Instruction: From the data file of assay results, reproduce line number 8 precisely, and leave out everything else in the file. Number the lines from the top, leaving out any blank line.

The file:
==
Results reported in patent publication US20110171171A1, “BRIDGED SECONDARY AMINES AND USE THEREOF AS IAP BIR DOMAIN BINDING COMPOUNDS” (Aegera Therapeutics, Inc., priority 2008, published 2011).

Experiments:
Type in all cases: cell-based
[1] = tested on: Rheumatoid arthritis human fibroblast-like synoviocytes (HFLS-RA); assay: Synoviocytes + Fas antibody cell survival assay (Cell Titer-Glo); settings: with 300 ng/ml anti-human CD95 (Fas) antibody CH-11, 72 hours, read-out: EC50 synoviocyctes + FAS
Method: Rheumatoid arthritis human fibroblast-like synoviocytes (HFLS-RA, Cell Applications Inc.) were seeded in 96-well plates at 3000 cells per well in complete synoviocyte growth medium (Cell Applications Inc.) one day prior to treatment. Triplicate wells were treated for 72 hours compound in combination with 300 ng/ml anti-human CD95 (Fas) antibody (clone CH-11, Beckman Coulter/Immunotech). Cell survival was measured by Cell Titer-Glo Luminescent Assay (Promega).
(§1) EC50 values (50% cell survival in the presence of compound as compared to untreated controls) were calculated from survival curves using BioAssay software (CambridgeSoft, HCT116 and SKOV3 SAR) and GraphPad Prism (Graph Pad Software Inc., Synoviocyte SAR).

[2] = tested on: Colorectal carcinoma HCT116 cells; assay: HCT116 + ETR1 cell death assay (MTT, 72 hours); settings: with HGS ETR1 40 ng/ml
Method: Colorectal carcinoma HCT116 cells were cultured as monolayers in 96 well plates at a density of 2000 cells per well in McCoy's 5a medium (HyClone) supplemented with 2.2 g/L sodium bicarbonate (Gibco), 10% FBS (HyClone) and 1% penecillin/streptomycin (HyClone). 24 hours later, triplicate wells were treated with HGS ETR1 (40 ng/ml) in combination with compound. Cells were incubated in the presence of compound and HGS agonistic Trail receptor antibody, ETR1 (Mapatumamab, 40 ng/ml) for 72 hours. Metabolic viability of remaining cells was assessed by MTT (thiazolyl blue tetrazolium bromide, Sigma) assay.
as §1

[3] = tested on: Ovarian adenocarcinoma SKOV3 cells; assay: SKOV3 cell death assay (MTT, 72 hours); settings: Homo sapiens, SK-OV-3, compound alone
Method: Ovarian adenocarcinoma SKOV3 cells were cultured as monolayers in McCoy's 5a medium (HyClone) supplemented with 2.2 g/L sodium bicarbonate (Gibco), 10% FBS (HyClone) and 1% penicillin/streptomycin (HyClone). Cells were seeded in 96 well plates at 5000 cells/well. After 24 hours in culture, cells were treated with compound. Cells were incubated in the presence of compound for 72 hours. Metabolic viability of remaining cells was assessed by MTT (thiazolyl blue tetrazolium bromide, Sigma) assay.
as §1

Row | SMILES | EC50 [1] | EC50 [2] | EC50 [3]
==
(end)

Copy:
Method: Colorectal carcinoma HCT116 cells were cultured as monolayers in 96 well plates at a density of 2000 cells per well in McCoy's 5a medium (HyClone) supplemented with 2.2 g/L sodium bicarbonate (Gibco), 10% FBS (HyClone) and 1% penecillin/streptomycin (HyClone). 24 hours later, triplicate wells were treated with HGS ETR1 (40 ng/ml) in combination with compound. Cells were incubated in the presence of compound and HGS agonistic Trail receptor antibody, ETR1 (Mapatumamab, 40 ng/ml) for 72 hours. Metabolic viability of remaining cells was assessed by MTT (thiazolyl blue tetrazolium bromide, Sigma) assay.